natural monopoly, breakup of AT&T, local loop unbundling, ladder of investment, network neutrality, rate regulation, vertical integration, investment incentives
For the past several decades, U.S. policymakers and the courts have charged a largely deregulatory course with respect to telecommunications. During the initial stages, these decisionmakers responded to technological improvements by narrowing regulation to cover only those portions of industry that remained natural monopolies and deregulating those portions that became open to competition. Eventually, Congress began regulating individual network components rather than services, mandating that incumbent local telephone companies provide unbundled access to any network element. As these elements became open to competition, the courts prompted the Federal Communications Commission to release almost the entire network from unbundling obligations. The advent of the Obama Administration, the recent financial crisis, and the persistence of regulatory intervention in Europe has prompted a debate over whether the U.S. should begin to reregulate. This article reviews how regulation has forced the consumers and providers to bear the costs associated with rate regulation, prevented them from benefitting from the efficiencies associated with vertical integration, have forced them to bear the implementation costs of unbundling, and adversely affected incentives to invest in new network capacity. More recent arguments in favor of using unbundling as a way to help new entrants climb the “ladder of investment” have proven difficult to administer and empirically unsubstantiated. As a matter of comparative second-best analysis, the decision should be based on the tradeoff between short-run static efficiency losses and long-run dynamic efficiency gains and institutional considerations, such as the greater administrability of structural relief, the benefits of decentralized decisionmaking, the distortions caused by regulatory lag, and biases in governmental decisionmaking processes, which generally favor deregulation. Moreover, the increasing viability of competition heightens the importance of investment incentives and makes the costs of regulatory intervention harder to justify.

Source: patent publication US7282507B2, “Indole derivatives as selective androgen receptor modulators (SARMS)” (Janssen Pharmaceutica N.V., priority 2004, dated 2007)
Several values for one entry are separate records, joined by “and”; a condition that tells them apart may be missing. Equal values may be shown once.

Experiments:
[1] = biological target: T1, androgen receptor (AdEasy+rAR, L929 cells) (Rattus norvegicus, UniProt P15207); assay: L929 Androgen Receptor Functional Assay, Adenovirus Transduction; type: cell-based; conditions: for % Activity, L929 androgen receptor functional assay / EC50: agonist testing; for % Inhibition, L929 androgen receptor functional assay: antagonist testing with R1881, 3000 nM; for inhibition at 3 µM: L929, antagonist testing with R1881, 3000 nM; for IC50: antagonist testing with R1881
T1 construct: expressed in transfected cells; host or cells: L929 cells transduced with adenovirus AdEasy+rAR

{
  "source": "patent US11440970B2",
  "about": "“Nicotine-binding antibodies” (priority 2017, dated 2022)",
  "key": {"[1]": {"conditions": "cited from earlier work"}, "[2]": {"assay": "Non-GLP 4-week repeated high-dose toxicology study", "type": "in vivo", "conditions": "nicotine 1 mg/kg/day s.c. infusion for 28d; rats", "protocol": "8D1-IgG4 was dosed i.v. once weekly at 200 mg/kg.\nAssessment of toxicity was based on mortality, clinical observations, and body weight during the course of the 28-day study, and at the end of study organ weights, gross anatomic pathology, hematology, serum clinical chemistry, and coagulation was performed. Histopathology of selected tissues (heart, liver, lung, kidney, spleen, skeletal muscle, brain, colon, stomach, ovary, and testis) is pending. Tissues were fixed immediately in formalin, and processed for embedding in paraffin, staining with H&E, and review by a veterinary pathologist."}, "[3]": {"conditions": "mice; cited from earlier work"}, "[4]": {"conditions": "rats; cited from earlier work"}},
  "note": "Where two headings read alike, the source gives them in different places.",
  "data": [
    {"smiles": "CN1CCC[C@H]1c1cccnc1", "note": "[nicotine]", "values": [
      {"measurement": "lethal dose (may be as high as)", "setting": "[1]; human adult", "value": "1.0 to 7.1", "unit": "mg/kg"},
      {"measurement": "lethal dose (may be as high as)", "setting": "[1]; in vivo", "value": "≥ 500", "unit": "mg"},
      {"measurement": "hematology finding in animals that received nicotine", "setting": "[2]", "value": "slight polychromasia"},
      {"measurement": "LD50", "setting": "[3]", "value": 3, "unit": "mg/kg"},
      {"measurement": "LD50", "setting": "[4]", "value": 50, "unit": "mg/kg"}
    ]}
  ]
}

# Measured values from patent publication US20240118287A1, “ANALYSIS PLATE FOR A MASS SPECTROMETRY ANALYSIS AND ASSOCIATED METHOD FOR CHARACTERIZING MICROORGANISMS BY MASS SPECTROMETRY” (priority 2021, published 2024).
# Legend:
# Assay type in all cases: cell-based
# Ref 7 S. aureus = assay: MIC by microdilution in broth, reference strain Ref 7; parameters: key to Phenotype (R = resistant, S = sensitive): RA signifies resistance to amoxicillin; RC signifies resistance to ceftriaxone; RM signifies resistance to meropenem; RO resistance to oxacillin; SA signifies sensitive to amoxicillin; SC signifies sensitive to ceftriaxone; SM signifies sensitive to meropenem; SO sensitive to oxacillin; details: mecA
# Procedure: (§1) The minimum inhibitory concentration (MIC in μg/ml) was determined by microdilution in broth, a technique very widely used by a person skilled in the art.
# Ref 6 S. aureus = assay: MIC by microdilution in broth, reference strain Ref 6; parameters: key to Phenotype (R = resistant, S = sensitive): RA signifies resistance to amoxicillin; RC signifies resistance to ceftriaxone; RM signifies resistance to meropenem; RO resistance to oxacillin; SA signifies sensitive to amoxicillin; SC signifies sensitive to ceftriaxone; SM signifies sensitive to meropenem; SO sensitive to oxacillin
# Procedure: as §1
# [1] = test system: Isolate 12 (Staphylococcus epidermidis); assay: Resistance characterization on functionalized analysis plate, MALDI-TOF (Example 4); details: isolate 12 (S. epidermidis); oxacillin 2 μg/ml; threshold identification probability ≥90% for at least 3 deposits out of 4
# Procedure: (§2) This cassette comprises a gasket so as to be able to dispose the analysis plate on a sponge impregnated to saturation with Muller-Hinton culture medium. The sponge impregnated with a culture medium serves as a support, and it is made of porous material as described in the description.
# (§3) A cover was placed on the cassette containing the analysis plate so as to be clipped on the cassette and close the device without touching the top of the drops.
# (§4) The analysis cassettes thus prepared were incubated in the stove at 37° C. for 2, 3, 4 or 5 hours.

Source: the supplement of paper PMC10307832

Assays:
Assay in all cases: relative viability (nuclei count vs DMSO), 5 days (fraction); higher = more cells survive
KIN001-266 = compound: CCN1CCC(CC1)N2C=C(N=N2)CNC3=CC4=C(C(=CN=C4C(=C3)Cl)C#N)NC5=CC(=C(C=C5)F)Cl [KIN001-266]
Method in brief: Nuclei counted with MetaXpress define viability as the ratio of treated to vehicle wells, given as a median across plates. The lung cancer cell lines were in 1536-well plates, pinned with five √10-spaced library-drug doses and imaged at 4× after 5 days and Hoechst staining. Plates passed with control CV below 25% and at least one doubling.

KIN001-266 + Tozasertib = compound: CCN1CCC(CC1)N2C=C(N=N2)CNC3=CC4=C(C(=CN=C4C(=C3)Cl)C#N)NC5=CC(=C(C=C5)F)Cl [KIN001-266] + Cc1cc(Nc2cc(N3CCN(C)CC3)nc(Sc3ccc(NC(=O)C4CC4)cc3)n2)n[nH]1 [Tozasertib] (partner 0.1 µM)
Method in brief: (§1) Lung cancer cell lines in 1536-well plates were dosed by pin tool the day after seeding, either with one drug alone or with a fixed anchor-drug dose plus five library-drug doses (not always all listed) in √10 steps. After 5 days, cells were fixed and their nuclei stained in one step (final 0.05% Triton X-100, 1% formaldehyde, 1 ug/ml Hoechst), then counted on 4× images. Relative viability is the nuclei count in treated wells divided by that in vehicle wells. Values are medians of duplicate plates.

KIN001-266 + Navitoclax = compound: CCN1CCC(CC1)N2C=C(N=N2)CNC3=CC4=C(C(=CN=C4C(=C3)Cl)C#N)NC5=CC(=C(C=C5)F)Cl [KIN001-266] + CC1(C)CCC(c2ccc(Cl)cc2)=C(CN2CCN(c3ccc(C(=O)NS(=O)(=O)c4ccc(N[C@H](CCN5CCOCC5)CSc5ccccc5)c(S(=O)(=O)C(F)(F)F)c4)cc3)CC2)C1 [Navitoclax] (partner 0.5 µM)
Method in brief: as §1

Yoo, Christopher S., "Deregulation vs. Reregulation of Telecommunications: A Clash of Regulatory Paradigms" (2011). Faculty Scholarship at Penn Law. 411.
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